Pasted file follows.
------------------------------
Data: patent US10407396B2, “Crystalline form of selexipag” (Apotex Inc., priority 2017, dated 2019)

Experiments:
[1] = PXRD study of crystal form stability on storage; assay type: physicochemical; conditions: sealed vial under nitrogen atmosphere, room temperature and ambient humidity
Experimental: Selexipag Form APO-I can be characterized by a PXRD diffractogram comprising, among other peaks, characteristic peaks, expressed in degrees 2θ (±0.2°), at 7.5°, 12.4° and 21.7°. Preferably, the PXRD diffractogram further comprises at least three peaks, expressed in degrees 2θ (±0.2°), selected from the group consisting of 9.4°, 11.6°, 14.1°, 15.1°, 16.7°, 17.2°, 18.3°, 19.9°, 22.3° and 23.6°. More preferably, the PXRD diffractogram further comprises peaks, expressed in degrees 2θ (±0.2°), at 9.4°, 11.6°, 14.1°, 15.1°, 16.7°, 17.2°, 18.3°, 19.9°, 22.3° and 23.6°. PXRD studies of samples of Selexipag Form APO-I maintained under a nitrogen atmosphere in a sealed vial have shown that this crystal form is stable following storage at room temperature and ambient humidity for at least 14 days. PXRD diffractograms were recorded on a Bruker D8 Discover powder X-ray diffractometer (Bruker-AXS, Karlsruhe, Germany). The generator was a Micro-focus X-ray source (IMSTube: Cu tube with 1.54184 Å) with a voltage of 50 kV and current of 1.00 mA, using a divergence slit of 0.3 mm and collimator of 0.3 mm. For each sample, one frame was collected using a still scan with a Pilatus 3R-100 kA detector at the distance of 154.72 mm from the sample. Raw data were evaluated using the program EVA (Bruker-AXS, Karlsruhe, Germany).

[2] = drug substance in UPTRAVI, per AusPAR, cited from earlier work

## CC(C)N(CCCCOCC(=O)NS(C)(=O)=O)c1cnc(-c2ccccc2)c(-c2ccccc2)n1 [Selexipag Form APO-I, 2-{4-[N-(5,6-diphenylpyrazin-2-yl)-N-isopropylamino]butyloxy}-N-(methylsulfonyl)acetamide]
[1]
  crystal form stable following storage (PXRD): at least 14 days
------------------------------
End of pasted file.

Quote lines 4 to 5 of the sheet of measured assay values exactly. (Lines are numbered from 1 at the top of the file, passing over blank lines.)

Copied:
Experimental: Selexipag Form APO-I can be characterized by a PXRD diffractogram comprising, among other peaks, characteristic peaks, expressed in degrees 2θ (±0.2°), at 7.5°, 12.4° and 21.7°. Preferably, the PXRD diffractogram further comprises at least three peaks, expressed in degrees 2θ (±0.2°), selected from the group consisting of 9.4°, 11.6°, 14.1°, 15.1°, 16.7°, 17.2°, 18.3°, 19.9°, 22.3° and 23.6°. More preferably, the PXRD diffractogram further comprises peaks, expressed in degrees 2θ (±0.2°), at 9.4°, 11.6°, 14.1°, 15.1°, 16.7°, 17.2°, 18.3°, 19.9°, 22.3° and 23.6°. PXRD studies of samples of Selexipag Form APO-I maintained under a nitrogen atmosphere in a sealed vial have shown that this crystal form is stable following storage at room temperature and ambient humidity for at least 14 days. PXRD diffractograms were recorded on a Bruker D8 Discover powder X-ray diffractometer (Bruker-AXS, Karlsruhe, Germany). The generator was a Micro-focus X-ray source (IMSTube: Cu tube with 1.54184 Å) with a voltage of 50 kV and current of 1.00 mA, using a divergence slit of 0.3 mm and collimator of 0.3 mm. For each sample, one frame was collected using a still scan with a Pilatus 3R-100 kA detector at the distance of 154.72 mm from the sample. Raw data were evaluated using the program EVA (Bruker-AXS, Karlsruhe, Germany).

[2] = drug substance in UPTRAVI, per AusPAR, cited from earlier work